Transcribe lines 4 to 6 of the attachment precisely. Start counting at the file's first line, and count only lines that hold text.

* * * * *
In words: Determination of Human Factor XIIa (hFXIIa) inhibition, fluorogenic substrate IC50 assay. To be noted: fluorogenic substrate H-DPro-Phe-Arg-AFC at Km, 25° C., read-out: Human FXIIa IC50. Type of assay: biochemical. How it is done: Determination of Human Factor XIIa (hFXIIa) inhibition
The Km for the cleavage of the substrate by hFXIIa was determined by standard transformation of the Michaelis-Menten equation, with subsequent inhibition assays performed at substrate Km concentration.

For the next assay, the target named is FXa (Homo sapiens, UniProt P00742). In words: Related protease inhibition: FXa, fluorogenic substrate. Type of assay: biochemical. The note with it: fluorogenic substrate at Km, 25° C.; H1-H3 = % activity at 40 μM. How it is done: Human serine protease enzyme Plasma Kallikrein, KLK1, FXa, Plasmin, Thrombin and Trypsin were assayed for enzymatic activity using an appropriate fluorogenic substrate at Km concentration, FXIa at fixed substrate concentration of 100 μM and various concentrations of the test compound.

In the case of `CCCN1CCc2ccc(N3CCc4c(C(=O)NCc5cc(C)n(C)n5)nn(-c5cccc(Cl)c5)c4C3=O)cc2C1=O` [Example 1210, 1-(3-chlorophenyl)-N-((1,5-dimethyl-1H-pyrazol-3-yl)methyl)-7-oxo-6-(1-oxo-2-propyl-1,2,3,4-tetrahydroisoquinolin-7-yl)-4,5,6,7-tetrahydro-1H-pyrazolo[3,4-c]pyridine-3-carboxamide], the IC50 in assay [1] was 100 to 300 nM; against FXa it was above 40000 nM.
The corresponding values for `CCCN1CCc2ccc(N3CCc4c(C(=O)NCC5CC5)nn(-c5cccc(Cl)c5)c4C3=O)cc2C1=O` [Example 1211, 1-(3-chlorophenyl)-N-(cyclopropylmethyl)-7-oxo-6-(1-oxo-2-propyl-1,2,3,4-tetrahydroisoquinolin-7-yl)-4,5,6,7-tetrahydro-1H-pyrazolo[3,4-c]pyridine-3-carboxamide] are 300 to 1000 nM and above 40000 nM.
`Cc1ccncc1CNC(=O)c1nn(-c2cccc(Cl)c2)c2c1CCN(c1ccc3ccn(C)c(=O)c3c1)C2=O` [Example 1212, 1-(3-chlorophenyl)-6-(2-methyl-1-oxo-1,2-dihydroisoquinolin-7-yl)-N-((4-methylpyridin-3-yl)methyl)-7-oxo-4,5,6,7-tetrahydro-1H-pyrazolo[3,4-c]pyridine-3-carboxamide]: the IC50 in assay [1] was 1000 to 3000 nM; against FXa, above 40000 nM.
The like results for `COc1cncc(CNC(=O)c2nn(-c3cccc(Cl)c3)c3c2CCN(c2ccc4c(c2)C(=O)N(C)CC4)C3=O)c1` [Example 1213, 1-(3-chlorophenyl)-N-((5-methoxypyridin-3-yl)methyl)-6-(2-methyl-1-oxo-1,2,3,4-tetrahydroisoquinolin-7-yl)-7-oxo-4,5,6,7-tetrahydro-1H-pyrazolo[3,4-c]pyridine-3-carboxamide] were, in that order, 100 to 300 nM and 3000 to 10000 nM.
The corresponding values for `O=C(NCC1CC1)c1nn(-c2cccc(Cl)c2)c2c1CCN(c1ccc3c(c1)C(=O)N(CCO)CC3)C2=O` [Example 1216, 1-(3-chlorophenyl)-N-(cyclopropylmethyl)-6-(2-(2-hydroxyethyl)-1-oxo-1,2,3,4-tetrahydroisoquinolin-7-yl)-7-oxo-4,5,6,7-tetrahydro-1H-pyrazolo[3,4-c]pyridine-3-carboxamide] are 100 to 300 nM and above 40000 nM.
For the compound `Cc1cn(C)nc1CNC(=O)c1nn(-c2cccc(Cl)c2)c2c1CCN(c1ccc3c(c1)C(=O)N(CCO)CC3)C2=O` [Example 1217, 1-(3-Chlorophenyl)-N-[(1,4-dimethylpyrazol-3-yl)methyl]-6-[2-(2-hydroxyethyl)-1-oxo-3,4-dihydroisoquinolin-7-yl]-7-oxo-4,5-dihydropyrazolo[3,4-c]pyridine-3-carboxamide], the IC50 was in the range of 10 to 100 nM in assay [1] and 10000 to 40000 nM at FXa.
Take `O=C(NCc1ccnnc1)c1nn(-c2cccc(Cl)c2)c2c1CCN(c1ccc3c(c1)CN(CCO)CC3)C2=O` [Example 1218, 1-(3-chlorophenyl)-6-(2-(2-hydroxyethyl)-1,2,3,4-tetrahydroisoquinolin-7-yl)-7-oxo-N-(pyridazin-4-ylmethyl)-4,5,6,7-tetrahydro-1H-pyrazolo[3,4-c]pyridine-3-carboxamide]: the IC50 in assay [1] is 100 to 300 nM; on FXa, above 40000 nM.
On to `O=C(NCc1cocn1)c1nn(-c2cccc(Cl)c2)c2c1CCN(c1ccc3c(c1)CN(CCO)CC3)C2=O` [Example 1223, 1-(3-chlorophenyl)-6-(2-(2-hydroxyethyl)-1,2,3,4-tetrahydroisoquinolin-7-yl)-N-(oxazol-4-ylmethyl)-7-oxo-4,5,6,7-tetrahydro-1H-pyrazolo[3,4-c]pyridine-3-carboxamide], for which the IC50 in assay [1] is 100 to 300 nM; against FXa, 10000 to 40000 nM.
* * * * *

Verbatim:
In the case of `CCCN1CCc2ccc(N3CCc4c(C(=O)NCc5cc(C)n(C)n5)nn(-c5cccc(Cl)c5)c4C3=O)cc2C1=O` [Example 1210, 1-(3-chlorophenyl)-N-((1,5-dimethyl-1H-pyrazol-3-yl)methyl)-7-oxo-6-(1-oxo-2-propyl-1,2,3,4-tetrahydroisoquinolin-7-yl)-4,5,6,7-tetrahydro-1H-pyrazolo[3,4-c]pyridine-3-carboxamide], the IC50 in assay [1] was 100 to 300 nM; against FXa it was above 40000 nM.
The corresponding values for `CCCN1CCc2ccc(N3CCc4c(C(=O)NCC5CC5)nn(-c5cccc(Cl)c5)c4C3=O)cc2C1=O` [Example 1211, 1-(3-chlorophenyl)-N-(cyclopropylmethyl)-7-oxo-6-(1-oxo-2-propyl-1,2,3,4-tetrahydroisoquinolin-7-yl)-4,5,6,7-tetrahydro-1H-pyrazolo[3,4-c]pyridine-3-carboxamide] are 300 to 1000 nM and above 40000 nM.
`Cc1ccncc1CNC(=O)c1nn(-c2cccc(Cl)c2)c2c1CCN(c1ccc3ccn(C)c(=O)c3c1)C2=O` [Example 1212, 1-(3-chlorophenyl)-6-(2-methyl-1-oxo-1,2-dihydroisoquinolin-7-yl)-N-((4-methylpyridin-3-yl)methyl)-7-oxo-4,5,6,7-tetrahydro-1H-pyrazolo[3,4-c]pyridine-3-carboxamide]: the IC50 in assay [1] was 1000 to 3000 nM; against FXa, above 40000 nM.